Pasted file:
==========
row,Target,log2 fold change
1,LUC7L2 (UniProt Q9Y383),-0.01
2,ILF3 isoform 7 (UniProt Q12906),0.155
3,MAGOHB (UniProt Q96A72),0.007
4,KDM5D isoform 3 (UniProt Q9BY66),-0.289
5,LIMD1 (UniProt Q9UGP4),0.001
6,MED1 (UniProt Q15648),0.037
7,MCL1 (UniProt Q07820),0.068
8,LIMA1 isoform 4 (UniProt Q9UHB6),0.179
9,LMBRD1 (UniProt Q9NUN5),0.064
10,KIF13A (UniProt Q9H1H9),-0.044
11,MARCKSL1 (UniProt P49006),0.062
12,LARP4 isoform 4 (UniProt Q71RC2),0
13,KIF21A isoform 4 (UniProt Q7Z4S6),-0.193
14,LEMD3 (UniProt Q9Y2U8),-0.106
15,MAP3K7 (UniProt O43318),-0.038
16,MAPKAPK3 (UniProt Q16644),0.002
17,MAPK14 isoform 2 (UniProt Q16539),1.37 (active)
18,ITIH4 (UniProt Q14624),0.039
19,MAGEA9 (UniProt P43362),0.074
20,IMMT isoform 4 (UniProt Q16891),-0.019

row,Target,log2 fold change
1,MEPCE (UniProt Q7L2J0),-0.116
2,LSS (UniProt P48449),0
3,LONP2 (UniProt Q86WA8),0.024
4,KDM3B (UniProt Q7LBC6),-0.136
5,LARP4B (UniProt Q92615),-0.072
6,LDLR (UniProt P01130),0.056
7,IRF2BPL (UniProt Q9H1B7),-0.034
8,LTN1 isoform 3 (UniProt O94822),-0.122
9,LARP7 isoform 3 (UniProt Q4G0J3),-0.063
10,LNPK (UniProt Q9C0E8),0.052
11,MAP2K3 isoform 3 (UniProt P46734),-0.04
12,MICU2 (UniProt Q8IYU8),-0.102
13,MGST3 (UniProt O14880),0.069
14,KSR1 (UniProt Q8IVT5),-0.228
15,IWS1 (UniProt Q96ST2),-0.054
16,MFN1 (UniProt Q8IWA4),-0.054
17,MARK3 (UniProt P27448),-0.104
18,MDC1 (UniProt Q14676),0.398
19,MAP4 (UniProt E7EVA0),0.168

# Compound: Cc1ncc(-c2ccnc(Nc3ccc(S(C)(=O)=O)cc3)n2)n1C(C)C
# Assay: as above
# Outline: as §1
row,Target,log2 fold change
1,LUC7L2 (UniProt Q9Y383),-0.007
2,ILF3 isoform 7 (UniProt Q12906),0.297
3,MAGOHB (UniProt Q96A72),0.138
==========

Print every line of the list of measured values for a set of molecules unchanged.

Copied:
row,Target,log2 fold change
1,LUC7L2 (UniProt Q9Y383),-0.01
2,ILF3 isoform 7 (UniProt Q12906),0.155
3,MAGOHB (UniProt Q96A72),0.007
4,KDM5D isoform 3 (UniProt Q9BY66),-0.289
5,LIMD1 (UniProt Q9UGP4),0.001
6,MED1 (UniProt Q15648),0.037
7,MCL1 (UniProt Q07820),0.068
8,LIMA1 isoform 4 (UniProt Q9UHB6),0.179
9,LMBRD1 (UniProt Q9NUN5),0.064
10,KIF13A (UniProt Q9H1H9),-0.044
11,MARCKSL1 (UniProt P49006),0.062
12,LARP4 isoform 4 (UniProt Q71RC2),0
13,KIF21A isoform 4 (UniProt Q7Z4S6),-0.193
14,LEMD3 (UniProt Q9Y2U8),-0.106
15,MAP3K7 (UniProt O43318),-0.038
16,MAPKAPK3 (UniProt Q16644),0.002
17,MAPK14 isoform 2 (UniProt Q16539),1.37 (active)
18,ITIH4 (UniProt Q14624),0.039
19,MAGEA9 (UniProt P43362),0.074
20,IMMT isoform 4 (UniProt Q16891),-0.019

row,Target,log2 fold change
1,MEPCE (UniProt Q7L2J0),-0.116
2,LSS (UniProt P48449),0
3,LONP2 (UniProt Q86WA8),0.024
4,KDM3B (UniProt Q7LBC6),-0.136
5,LARP4B (UniProt Q92615),-0.072
6,LDLR (UniProt P01130),0.056
7,IRF2BPL (UniProt Q9H1B7),-0.034
8,LTN1 isoform 3 (UniProt O94822),-0.122
9,LARP7 isoform 3 (UniProt Q4G0J3),-0.063
10,LNPK (UniProt Q9C0E8),0.052
11,MAP2K3 isoform 3 (UniProt P46734),-0.04
12,MICU2 (UniProt Q8IYU8),-0.102
13,MGST3 (UniProt O14880),0.069
14,KSR1 (UniProt Q8IVT5),-0.228
15,IWS1 (UniProt Q96ST2),-0.054
16,MFN1 (UniProt Q8IWA4),-0.054
17,MARK3 (UniProt P27448),-0.104
18,MDC1 (UniProt Q14676),0.398
19,MAP4 (UniProt E7EVA0),0.168

# Compound: Cc1ncc(-c2ccnc(Nc3ccc(S(C)(=O)=O)cc3)n2)n1C(C)C
# Assay: as above
# Outline: as §1
row,Target,log2 fold change
1,LUC7L2 (UniProt Q9Y383),-0.007
2,ILF3 isoform 7 (UniProt Q12906),0.297
3,MAGOHB (UniProt Q96A72),0.138